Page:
“The Amazon RFP process is a trendsetter,” says Mark Cypert, CCIM, a partner at Middleton Partners in Dallas and a CCIM instructor. “Other corporations are taking notice.” During 35 years in commercial real estate, Cypert has participated in 16.2 million square feet of office, industrial, and retail acquisition and development ventures with a total market capitalization of $2.1 billion. But he's never seen a corporate site selection process quite like Amazon's. Boeing's relocation from Seattle to Chicago in 2001 is the only one that comes to mind, according to Cypert. “But that was 500 executives - not 50,000 jobs,” he adds.
Market Analysis Fundamentals Count
Cypert and other instructors now use the Amazon HQ2 RFP as a case study in their CI 102: Market Analysis for Commercial Investment Real Estate courses. “We teach the multiplier effect in CI 102,” he explains, referring to the spillover of demand to restaurants, hotels, transport, and other businesses. “One Amazon job will equal up to eight non-Amazon jobs.”
According to Cypert, it's imperative for commercial real estate professionals to understand the multiplier effect and get in front of the market by forecasting the increased need for space across property types, from single-family homes to office space and beyond. It also pays to “know the local market, the players, and the capital sources,” he adds. Everyone in the market will benefit from the entry of Amazon or other big companies, but fully capitalizing on those opportunities requires a deep understanding of market analysis fundamentals - what Cypert calls “basic blocking and tackling.”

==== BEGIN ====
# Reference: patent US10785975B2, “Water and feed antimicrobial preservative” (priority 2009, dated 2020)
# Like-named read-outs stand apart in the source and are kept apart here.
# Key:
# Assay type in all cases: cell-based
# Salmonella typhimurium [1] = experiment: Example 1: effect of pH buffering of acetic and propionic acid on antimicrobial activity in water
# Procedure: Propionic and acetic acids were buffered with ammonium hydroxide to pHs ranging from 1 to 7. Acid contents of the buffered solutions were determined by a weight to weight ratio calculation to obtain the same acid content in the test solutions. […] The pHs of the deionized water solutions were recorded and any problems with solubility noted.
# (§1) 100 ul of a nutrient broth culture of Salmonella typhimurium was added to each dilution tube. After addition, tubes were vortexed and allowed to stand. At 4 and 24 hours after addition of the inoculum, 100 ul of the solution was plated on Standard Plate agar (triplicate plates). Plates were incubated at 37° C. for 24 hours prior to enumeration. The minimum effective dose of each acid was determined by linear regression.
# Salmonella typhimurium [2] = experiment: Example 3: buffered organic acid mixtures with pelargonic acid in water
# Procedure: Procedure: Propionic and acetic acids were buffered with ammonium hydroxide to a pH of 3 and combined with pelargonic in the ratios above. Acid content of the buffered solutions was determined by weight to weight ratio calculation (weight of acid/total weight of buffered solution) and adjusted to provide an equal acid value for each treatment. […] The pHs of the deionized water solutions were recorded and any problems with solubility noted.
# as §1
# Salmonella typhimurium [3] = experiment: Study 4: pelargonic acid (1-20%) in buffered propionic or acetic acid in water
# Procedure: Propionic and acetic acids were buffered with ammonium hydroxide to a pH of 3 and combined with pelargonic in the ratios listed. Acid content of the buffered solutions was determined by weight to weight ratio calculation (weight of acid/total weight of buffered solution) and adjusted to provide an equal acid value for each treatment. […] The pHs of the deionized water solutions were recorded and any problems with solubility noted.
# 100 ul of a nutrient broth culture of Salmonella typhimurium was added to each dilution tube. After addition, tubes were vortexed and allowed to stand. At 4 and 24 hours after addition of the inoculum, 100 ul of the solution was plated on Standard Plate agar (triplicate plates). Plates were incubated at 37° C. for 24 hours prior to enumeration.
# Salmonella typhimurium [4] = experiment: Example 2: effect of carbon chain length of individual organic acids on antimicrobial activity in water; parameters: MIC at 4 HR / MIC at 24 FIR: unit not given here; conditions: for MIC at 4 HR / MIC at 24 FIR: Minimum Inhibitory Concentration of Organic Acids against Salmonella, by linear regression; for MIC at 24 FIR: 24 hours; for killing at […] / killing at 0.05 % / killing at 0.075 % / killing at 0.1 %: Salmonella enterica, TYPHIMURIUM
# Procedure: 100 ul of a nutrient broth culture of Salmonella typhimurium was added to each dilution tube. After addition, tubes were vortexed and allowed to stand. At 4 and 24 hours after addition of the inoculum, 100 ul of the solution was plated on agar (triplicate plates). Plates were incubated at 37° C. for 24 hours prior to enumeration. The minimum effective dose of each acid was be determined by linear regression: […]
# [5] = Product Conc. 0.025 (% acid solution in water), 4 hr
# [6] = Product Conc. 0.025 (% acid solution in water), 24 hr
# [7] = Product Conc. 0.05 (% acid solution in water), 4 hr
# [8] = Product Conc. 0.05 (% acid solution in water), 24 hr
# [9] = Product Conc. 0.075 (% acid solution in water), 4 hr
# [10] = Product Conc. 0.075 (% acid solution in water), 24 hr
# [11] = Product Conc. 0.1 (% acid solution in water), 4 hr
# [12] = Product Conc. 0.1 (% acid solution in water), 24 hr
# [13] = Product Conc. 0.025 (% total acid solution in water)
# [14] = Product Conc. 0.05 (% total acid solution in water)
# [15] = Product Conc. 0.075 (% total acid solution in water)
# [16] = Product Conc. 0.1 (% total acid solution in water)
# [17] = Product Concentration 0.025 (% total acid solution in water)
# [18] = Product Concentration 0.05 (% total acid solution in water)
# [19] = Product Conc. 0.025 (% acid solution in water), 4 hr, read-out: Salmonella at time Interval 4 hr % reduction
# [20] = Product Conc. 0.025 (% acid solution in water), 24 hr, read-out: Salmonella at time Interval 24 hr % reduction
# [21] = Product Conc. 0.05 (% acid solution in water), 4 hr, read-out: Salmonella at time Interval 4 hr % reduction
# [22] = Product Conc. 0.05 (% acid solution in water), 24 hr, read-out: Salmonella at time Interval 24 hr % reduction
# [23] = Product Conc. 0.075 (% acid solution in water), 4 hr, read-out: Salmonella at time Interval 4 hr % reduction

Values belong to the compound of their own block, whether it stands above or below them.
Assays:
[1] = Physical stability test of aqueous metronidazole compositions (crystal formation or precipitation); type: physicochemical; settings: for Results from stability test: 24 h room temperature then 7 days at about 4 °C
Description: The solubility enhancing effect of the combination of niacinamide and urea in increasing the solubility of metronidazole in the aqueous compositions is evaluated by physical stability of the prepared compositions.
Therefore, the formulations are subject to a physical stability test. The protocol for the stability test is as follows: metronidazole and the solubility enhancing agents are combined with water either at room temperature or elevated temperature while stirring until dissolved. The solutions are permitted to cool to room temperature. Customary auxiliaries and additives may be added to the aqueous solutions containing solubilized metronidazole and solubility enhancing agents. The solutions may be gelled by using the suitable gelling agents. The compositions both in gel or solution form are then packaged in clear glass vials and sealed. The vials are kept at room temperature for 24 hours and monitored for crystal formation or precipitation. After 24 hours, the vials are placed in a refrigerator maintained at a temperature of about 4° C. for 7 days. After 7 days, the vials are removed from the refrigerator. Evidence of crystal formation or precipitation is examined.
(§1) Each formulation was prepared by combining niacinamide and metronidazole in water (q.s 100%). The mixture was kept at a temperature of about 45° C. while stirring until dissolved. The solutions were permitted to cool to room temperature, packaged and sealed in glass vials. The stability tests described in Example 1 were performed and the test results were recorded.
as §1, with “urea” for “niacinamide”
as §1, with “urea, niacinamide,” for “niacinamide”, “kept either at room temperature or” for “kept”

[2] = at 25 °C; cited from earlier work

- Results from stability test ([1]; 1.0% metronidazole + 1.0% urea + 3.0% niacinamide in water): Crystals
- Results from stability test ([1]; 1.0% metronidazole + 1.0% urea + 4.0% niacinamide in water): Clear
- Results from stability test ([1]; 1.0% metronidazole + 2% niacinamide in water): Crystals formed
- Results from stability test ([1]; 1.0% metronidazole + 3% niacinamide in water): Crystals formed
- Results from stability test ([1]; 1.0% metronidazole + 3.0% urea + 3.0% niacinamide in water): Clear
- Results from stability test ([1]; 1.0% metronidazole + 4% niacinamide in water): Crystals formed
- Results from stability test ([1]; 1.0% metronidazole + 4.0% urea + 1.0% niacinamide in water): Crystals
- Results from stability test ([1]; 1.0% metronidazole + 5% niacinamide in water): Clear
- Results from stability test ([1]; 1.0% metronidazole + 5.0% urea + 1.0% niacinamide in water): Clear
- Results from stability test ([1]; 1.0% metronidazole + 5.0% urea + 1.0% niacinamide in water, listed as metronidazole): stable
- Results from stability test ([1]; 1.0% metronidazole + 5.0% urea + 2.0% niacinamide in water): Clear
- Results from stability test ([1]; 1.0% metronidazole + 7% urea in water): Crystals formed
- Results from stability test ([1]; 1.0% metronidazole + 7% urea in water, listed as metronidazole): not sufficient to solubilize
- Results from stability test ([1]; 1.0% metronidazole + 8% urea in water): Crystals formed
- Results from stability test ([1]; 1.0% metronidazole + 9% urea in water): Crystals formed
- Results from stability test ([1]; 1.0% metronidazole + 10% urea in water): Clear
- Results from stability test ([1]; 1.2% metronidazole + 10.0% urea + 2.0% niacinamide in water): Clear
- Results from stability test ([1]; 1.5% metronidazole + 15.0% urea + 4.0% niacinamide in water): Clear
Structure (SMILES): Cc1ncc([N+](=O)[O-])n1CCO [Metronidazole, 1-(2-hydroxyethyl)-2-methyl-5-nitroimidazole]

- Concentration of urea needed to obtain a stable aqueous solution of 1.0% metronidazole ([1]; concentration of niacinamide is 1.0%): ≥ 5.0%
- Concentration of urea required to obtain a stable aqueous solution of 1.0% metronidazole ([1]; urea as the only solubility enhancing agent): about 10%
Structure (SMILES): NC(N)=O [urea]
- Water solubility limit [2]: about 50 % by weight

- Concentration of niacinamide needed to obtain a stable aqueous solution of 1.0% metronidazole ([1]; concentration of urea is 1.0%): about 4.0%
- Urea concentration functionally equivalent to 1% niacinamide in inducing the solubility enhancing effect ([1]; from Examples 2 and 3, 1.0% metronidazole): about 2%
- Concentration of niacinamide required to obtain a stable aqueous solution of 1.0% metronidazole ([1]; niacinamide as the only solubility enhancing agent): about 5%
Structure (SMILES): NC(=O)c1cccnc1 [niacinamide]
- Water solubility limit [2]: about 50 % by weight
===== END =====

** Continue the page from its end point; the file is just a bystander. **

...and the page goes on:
Economic Principles Drive Decisions
Gary Ralston, CCIM, managing partner of Coldwell Banker Commercial Saunders Ralston Dantzler Realty LLC and also a CI 102 instructor, identified a few other themes that emerge from the RFP, including office occupancy costs vs. labor costs. “If a company can increase labor productivity, then occupancy cost can be greatly mitigated,” Ralston explains. “A 10-percent gain in productivity might offset the rent.”
Amazon and other leading-edge office users will focus on MSAs and specific properties that foster employee productivity, according to Ralston.
To remain competitive, commercial real estate professionals and site selection experts need a thorough understanding of the economic principles upon which companies such as Amazon are basing key decisions, Ralston adds.
Commercial Real Estate Pros Can Offer A Unique Perspective
Competitive advantage in market analysis doesn't always mean sitting behind a computer all day. CI 102 Instructor George E. Wilson, CCIM, of Adams & Wilson Development in Mount Pleasant, S.C., encourages students to pound the pavement and get a different sense of their market. A thorough understanding of the properties, the politics, the history, and humans behind it all gives commercial real estate professionals what they need to best meet the client's site selection requirements, even as the clients change.
Of the Amazon RFP process, Wilson says: “This could be an eye-opening lesson for anyone involved in the site selection process, including economic development offices at the state and local level, corporate executives, real estate professionals, and municipality officials. But we don't yet understand how successful this site selection process will be, and, more importantly, the long-term return on investment five, 10, or 15 years from now.”